For the first half of the 20th century, the cell was a mysterious, unfathomable entity. Nutrients went in and hormones, wastes and other products came out. But what happened in between was anybody’s guess.
Light microscopes could reveal the rough details of the cell’s interior, but not with enough precision to illuminate function. Chemical studies were rudimentary at best.
Three men changed that. Albert Claude of the Rockefeller Institute — now University — adapted the electron microscope to image cells, allowing a much higher resolution. He also began the practice of what is known as differential sedimentation, in which a cell was broken up with a mortar and pestle and centrifuged, separating components by weight, and discovered the energy-producing organelles known as mitochondria.
George Palade of Rockefeller refined both techniques and used them to discover ribosomes, the cellular compartments where proteins are synthesized, and the endoplasmic reticulum, an extensive network in the cell that carries ribosomes and transports materials needed by the cell.
Dr. Christian de Duve, who divided his time between Rockefeller in New York City and the Catholic University of Louvain in Belgium, further refined differential sedimentation and used it to discover lysosomes, the cell’s stomach that is responsible for destroying unwanted material, and peroxisomes, which use hydrogen peroxide to destroy certain other unwanted substances.
For their efforts, the three shared the 1974 Nobel Prize in Physiology or Medicine. In awarding the prize, the Nobel committee said the men’s “accomplishments have been largely responsible for the creation of modern cell biology. What used to be a cell with components, the reality of which was often a matter of dispute and functions as a rule unknown, is now a system of great organizational sophistication with units for the production of components essential to life and units for disposal of worn out parts and for defense against foreign organisms and substances.”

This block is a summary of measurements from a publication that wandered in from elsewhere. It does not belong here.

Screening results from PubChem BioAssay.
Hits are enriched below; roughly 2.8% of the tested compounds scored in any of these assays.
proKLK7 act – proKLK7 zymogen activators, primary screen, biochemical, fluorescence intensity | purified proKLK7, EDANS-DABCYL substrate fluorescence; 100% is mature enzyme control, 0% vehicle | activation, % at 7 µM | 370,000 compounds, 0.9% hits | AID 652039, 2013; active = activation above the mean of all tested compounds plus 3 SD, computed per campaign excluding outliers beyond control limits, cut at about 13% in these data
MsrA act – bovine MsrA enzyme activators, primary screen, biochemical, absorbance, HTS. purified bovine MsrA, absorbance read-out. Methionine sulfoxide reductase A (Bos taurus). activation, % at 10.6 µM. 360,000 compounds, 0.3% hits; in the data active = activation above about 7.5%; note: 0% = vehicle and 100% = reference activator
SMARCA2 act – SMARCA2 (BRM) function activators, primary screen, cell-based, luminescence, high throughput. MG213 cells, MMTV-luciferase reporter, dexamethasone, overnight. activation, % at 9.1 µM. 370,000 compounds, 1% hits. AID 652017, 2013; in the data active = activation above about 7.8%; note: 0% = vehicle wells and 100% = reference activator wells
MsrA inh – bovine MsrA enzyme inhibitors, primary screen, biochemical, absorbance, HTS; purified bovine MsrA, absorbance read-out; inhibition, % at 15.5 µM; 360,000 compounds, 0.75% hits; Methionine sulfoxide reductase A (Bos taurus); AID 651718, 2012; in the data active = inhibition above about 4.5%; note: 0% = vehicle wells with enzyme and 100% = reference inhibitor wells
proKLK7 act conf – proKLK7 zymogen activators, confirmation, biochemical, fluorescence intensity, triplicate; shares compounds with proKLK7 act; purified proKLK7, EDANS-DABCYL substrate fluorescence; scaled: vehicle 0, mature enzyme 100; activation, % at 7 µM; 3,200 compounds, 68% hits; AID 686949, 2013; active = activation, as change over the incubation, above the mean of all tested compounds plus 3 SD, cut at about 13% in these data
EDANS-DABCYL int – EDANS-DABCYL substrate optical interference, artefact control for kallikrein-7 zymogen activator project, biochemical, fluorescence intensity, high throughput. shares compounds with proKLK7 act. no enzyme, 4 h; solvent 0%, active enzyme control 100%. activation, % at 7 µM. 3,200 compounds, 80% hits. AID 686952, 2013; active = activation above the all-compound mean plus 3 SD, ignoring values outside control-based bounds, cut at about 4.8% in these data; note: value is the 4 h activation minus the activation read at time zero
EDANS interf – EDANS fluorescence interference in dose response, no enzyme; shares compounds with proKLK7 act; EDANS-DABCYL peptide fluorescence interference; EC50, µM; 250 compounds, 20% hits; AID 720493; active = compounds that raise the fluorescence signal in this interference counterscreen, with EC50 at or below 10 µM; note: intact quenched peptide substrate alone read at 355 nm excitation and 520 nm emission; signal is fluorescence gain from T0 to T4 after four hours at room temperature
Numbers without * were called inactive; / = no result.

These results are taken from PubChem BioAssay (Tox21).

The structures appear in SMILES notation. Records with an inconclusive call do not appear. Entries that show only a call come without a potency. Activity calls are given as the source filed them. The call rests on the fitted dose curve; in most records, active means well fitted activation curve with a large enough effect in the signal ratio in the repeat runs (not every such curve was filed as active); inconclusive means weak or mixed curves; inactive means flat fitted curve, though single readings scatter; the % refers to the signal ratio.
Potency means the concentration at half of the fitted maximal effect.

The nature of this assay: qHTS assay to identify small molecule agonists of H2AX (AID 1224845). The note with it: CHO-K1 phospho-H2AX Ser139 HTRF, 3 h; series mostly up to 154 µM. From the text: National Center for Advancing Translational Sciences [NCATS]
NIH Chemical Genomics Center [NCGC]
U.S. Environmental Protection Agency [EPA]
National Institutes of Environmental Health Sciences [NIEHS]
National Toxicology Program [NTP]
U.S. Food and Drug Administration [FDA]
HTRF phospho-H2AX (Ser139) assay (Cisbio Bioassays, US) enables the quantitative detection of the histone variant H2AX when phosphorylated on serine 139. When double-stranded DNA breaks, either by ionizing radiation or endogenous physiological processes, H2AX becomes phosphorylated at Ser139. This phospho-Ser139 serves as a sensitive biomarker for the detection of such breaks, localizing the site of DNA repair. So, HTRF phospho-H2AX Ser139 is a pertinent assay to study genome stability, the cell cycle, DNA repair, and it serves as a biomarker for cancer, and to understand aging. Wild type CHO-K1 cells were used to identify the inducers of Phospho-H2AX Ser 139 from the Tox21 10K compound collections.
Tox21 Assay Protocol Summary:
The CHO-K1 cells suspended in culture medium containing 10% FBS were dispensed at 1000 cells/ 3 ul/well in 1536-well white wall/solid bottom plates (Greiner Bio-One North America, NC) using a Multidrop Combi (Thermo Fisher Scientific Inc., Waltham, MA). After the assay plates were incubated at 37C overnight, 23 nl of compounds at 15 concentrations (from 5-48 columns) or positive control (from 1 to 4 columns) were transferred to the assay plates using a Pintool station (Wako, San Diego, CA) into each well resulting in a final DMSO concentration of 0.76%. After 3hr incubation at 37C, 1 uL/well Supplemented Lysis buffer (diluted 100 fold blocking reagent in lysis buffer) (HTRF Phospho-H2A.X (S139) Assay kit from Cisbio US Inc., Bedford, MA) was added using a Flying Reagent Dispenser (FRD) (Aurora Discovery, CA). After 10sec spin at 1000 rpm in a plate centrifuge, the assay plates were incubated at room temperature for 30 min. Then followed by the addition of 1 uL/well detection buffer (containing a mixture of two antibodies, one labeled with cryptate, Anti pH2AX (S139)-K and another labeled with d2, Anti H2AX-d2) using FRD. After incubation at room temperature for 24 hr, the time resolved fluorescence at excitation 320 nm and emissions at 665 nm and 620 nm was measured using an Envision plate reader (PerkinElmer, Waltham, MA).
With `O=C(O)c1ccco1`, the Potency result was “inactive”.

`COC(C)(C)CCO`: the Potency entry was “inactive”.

De Duve, 95, died Saturday at his home in Nethen, Belgium, according to Rockefeller University. He decided to end his life with euthanasia, which is legal in Belgium. He had been suffering from cancer and atrial fibrillation, and his health problems were exacerbated by a recent fall in his home.
In a recent interview published after his death by the Belgian newspaper Le Soir, de Duve said, “It would be an exaggeration to say I’m not afraid of my death, but I’m not afraid of what comes after because I am not a believer. When I disappear, I will disappear, there’ll be nothing left.”
De Duve’s greatest discoveries were almost accidental, resulting from anomalous laboratory findings that piqued his interest and led him down new and unexpected pathways. For years, he had been interested in insulin and, in the late 1940s, was attempting to study its metabolism in liver cells.
To extract the appropriate enzymes, he ground up the cells with an electric blender and used differential sedimentation to isolate various portions of the cell. Because it was easy to monitor, he used an abundant enzyme called glucose 6-phosphatase. His initial experiments, however, indicated that destroying the cells with a blender broke them down too much, and he decided to switch to a much gentler technique.
To his surprise, with the gentler technique, the researchers found much lower levels of glucose 6-phosphatase. But when they stored portions of the isolated material in the refrigerator for a few days, they found that the activity of the enzyme increased. This suggested to de Duve that the enzymes in the cell were protected by a membrane, which slowly disintegrated in the refrigerator. This also made sense because the enzymes worked better in an acidic environment, while the interior of a cell is neutral.